Cllr Mann, ward member for Llanbradach, added: “There is not the suitable alternative accommodation available for many people so tenants have no choice but to extra pay rent.

“The introduction of the bedroom tax also meant the authority had to bring in additional support staff.”

A Caerphilly Labour group spokesman said: “It’s disgraceful that some of the hardest-hit residents in Caerphilly county borough have had to bear these unfair charges. We put the blame for this squarely at the door of the last government, which imposed the bedroom tax, while also cutting budgets of Welsh Government and councils.

“Despite this, Caerphilly CBC has invested in dedicated resources to support tenants affected by the bedroom tax.

“I had to get my local MP to intervene due to DWP staff laughing at me down the phone when I was requesting letters etc in braille.

……..”I would have my benefits delayed, not weeks but months to be processed and in the mean-time I had nothing to live on. I ran up debts for my utility bills and council tax etc and this confounded bedroom tax for a box room smaller than my toilet. When they were finally sorted I was sanctioned. Why? For spending too much time at the cancer units and not enough time looking for a job. Sanction after sanction after sanction.”………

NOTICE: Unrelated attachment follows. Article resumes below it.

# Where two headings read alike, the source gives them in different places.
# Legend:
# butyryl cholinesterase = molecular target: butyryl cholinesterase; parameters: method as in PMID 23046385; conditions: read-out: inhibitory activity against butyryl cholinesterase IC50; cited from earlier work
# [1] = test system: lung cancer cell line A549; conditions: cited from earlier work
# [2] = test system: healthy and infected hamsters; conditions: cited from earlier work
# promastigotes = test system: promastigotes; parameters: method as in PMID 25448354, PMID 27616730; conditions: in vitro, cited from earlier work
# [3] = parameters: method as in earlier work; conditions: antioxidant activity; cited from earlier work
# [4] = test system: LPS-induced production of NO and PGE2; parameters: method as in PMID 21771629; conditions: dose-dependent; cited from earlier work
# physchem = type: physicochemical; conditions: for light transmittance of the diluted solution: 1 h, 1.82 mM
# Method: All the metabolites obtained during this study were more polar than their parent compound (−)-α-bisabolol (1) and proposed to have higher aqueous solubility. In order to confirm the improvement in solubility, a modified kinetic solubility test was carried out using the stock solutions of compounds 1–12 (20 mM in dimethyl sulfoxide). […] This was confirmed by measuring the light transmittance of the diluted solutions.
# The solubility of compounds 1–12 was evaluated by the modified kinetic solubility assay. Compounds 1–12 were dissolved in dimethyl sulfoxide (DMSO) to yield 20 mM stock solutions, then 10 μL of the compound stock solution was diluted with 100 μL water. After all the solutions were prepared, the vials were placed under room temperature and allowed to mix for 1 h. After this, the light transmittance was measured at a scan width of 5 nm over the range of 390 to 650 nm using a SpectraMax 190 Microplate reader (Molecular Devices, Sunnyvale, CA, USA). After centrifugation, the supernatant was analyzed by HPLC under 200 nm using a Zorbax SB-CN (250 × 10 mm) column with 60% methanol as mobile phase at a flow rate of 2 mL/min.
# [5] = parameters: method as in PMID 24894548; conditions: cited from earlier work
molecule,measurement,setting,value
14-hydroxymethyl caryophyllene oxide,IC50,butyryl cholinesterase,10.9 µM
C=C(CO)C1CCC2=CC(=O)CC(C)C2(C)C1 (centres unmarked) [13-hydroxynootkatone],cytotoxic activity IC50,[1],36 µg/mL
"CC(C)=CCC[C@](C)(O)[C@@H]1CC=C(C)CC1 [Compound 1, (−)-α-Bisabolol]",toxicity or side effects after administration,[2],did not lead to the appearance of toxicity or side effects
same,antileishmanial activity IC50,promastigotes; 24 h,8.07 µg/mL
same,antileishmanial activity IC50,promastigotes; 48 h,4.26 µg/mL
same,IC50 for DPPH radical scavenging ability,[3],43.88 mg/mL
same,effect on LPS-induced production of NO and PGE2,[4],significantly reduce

This is an extract from a letter published on Welfare Weekly.

Read the rest of it here:

Cut after cut has left a disabled woman with nothing to live on

Bessie has been hit by a succession of cruel blows by the DWP. She even ended up pawning her inherited jewellery just to eat and stay warm

When a UN inquiry ruled last week that Britain’s austerity policies amount to a “systematic violation” of disabled people’s rights, it was talking about people like Bessie.

Bessie, 51, has agoraphobia, Asperger’s and complex mental health problems, and for the last three-and-a-half years she’s lived the reality of Conservative cuts. First came the bedroom tax, taking with it £12 a week. Then she was told her lifetime disability benefit would be scrapped. And now, as the latest cruel blow, Bessie – who’s received out-of-work sickness benefits since 2012 – has been declared “fit for work”. “You get over one thing and then another hits,” she says quietly. “It’s horrendous.”